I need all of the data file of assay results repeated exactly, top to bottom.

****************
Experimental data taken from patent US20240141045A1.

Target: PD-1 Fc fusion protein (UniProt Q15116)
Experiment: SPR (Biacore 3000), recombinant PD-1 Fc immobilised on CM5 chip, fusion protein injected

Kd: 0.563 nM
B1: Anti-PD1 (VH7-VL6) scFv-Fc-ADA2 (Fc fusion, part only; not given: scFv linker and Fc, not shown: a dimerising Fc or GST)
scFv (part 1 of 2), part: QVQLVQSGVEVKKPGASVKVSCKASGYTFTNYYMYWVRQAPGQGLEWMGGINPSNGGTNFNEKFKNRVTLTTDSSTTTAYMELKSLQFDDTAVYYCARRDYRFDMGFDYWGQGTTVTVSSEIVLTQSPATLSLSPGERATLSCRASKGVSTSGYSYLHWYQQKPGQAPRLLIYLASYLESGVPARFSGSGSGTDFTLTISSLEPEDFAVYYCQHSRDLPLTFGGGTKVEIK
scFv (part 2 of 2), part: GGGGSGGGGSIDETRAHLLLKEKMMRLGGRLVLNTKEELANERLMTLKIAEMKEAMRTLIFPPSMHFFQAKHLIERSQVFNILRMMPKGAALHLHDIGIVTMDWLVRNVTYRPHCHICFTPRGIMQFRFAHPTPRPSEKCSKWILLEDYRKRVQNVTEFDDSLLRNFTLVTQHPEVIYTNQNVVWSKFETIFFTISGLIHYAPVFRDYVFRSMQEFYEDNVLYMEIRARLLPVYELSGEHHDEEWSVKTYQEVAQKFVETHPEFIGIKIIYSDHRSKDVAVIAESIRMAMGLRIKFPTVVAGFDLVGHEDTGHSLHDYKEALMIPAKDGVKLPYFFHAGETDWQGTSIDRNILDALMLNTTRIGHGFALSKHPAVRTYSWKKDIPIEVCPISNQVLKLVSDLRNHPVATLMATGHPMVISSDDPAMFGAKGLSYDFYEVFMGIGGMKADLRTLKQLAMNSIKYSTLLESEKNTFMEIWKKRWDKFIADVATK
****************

Experimental data taken from patent US20240141045A1.

Target: PD-1 Fc fusion protein (UniProt Q15116)
Experiment: SPR (Biacore 3000), recombinant PD-1 Fc immobilised on CM5 chip, fusion protein injected

Kd: 0.563 nM
B1: Anti-PD1 (VH7-VL6) scFv-Fc-ADA2 (Fc fusion, part only; not given: scFv linker and Fc, not shown: a dimerising Fc or GST)
scFv (part 1 of 2), part: QVQLVQSGVEVKKPGASVKVSCKASGYTFTNYYMYWVRQAPGQGLEWMGGINPSNGGTNFNEKFKNRVTLTTDSSTTTAYMELKSLQFDDTAVYYCARRDYRFDMGFDYWGQGTTVTVSSEIVLTQSPATLSLSPGERATLSCRASKGVSTSGYSYLHWYQQKPGQAPRLLIYLASYLESGVPARFSGSGSGTDFTLTISSLEPEDFAVYYCQHSRDLPLTFGGGTKVEIK
scFv (part 2 of 2), part: GGGGSGGGGSIDETRAHLLLKEKMMRLGGRLVLNTKEELANERLMTLKIAEMKEAMRTLIFPPSMHFFQAKHLIERSQVFNILRMMPKGAALHLHDIGIVTMDWLVRNVTYRPHCHICFTPRGIMQFRFAHPTPRPSEKCSKWILLEDYRKRVQNVTEFDDSLLRNFTLVTQHPEVIYTNQNVVWSKFETIFFTISGLIHYAPVFRDYVFRSMQEFYEDNVLYMEIRARLLPVYELSGEHHDEEWSVKTYQEVAQKFVETHPEFIGIKIIYSDHRSKDVAVIAESIRMAMGLRIKFPTVVAGFDLVGHEDTGHSLHDYKEALMIPAKDGVKLPYFFHAGETDWQGTSIDRNILDALMLNTTRIGHGFALSKHPAVRTYSWKKDIPIEVCPISNQVLKLVSDLRNHPVATLMATGHPMVISSDDPAMFGAKGLSYDFYEVFMGIGGMKADLRTLKQLAMNSIKYSTLLESEKNTFMEIWKKRWDKFIADVATK